FICO scores became a staple of the credit system in the mid-1990s after they were endorsed by mortgage underwriters Fannie Mae and Freddie Mac. Their advent and proliferation ignited an explosion and revolution in credit granting. FICO scores enabled computers to “talk to each other,” allowing for lower cost through automation and faster decision making, better segregation of consumers and credit risk, and ultimately greater profitability.

The importance of the FICO score might be best explained by the famous quote from the Vince Lombardi, legendary Green Bay Packers football coach: “If winning isn’t everything, why do they keep score?”

When the system worked as intended, FICO scores created a lot of winners—mortgage and auto lenders, credit card customers, and consumers with positive credit histories.

When the financial crisis hit in 2008, and some people learned the hard way that the “blessing of instant credit” could be a curse, some observers tried to cast blame on the FICO score. The irony was that too many lenders disregarded poor FICO scores that warned of extreme credit risk. In fact, the stated purpose of the FICO score is to forecast how likely you are to become at least 90 days late in making payments in the next 24 months based on patterns in your credit history, compared with patterns of millions of other consumers. Nonetheless, a key failure of many sub-prime mortgage lenders was that they were granting two-year adjustable-rate mortgages to people with lousy scores. It seemed the FICO scores were accurate enough, but these lenders disregarded them—at their own risk.

How They Work

So what is a FICO score based on?

Like the recipe for Coca-Cola, the precise formulas used to calculate various kinds of credit scores are well-guarded trade secrets. Nonetheless, FICO has released enough information to give a very general idea of how scores are calculated.

Remember, the score is calculated by analyzing the “whole” of credit information in the report and the various factors that make up that whole. No singular piece of information or factor by itself determines the credit score. Below are the five factors and each factor’s percentage impact on the FICO score:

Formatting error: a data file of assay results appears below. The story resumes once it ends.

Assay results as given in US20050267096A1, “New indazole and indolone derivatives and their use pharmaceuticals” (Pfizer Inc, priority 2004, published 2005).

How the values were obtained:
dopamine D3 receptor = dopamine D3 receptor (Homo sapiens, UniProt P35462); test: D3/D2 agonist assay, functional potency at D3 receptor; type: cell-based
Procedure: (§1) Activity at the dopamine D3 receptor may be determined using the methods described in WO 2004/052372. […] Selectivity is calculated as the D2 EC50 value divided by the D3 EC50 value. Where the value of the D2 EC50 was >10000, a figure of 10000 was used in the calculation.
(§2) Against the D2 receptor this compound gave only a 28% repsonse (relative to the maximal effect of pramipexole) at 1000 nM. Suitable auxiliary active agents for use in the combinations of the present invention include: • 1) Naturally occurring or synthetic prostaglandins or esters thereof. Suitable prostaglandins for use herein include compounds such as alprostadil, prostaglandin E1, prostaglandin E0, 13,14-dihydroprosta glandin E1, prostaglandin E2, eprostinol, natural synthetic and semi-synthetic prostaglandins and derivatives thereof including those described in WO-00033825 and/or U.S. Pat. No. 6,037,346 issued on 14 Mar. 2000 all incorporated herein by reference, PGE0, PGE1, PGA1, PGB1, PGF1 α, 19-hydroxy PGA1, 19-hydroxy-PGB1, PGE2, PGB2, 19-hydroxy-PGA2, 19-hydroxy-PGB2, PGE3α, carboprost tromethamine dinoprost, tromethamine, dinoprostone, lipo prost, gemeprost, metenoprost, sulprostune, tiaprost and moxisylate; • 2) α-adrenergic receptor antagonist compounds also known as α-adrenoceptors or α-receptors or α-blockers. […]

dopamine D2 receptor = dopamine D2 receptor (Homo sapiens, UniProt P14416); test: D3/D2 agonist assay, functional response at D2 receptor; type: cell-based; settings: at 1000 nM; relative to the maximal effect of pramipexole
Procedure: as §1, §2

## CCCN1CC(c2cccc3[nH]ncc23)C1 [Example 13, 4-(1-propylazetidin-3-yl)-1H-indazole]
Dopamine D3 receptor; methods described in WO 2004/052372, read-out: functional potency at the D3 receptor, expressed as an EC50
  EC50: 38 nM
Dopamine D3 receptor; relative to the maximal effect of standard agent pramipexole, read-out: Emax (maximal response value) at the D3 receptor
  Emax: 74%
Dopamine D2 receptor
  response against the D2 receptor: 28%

• Payment history (35 percent). How many delinquent payments, how delinquent (i.e., 60 days late versus 120 days late or “charge-off”), and, importantly, how recent?
  • Amount owed (30 percent). Also known as “extent of indebtedness” and “credit utilization ratio,” this is a ratio of how “maxed out” are your credit cards. That is, what are your credit card balances versus your credit card limits? Each credit card is scored separately and then scored a second time collectively.
  • Length of credit history (15 percent). Put simply, the longer the better.
  • Type of credit (10 percent). This is a bit of a mystery category. FICO says it wants to see a “healthy mix” of installment credit (mortgages and loans) and revolving credit (credit cards). Loans from banks are considered positive, while finance company loans are not. Mainstream Visa and MasterCard credit cards are good, whereas a “secured” credit card are not.
  • New credit inquiries (10 percent). Many think applying for new credit produces the biggest hit on your FICO score. Usually not so. Inquiries make up only 10 percent of the score. In fact, all mortgage or auto loan inquiries within a 45-day period are only supposed to count as one inquiry to the FICO model.

Even after knowing these categories, their practical application can be counter-intuitive, making credit scoring reminiscent of Casey Stengel’s instruction to his motley crew of 1962 New York Mets, “All right, everyone, line up alphabetically, according to your height!”

For example, you can have an excellent payment history, with no delinquencies. But if you are “maxed out” on several credit cards, you can have a mediocre or even a poor FICO score.